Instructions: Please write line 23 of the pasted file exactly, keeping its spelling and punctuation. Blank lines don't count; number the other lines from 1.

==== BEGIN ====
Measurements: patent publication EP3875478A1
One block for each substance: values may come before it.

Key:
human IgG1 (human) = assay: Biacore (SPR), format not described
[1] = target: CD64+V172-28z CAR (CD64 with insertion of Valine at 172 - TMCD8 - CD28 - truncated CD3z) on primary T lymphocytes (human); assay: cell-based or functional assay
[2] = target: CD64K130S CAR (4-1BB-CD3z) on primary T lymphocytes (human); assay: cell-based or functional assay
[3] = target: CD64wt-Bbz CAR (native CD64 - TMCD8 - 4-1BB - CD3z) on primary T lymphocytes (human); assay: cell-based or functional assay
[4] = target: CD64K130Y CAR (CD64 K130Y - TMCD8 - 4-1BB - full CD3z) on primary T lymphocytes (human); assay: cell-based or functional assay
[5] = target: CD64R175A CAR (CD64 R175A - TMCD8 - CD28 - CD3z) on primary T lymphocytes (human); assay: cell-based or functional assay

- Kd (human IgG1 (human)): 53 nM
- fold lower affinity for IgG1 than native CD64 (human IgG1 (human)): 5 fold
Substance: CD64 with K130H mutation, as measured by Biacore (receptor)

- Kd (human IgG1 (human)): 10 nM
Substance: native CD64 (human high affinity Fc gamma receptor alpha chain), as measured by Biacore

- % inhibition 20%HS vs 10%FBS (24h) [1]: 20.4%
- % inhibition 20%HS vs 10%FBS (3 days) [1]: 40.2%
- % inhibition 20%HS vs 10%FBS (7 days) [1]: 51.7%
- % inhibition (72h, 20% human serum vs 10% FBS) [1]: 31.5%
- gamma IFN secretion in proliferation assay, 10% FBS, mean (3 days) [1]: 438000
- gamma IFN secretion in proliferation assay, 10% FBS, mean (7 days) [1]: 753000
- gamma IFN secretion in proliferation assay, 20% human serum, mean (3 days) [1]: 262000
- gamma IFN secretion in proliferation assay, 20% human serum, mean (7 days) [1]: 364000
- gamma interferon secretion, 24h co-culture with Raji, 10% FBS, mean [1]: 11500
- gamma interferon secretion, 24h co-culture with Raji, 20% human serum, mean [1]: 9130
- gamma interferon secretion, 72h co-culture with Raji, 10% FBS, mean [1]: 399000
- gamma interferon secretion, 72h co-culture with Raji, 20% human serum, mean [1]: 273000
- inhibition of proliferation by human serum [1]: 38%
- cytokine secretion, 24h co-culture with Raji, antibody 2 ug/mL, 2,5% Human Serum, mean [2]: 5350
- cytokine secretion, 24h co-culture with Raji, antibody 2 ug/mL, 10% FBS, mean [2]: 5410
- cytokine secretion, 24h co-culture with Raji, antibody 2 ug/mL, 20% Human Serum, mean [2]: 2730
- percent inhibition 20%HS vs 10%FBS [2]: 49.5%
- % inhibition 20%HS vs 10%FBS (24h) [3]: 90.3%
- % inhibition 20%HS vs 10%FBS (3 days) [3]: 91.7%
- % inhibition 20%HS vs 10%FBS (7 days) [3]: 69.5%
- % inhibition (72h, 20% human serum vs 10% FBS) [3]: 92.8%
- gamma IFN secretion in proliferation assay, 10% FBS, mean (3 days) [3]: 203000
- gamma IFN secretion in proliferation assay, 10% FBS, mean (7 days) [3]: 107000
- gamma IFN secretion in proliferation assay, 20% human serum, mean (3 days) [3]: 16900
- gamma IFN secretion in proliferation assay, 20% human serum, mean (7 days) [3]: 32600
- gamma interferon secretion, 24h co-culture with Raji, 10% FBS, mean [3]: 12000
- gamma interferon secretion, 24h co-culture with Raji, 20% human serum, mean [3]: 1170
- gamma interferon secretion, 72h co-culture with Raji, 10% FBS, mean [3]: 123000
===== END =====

- gamma interferon secretion, 24h co-culture with Raji, 10% FBS, mean [1]: 11500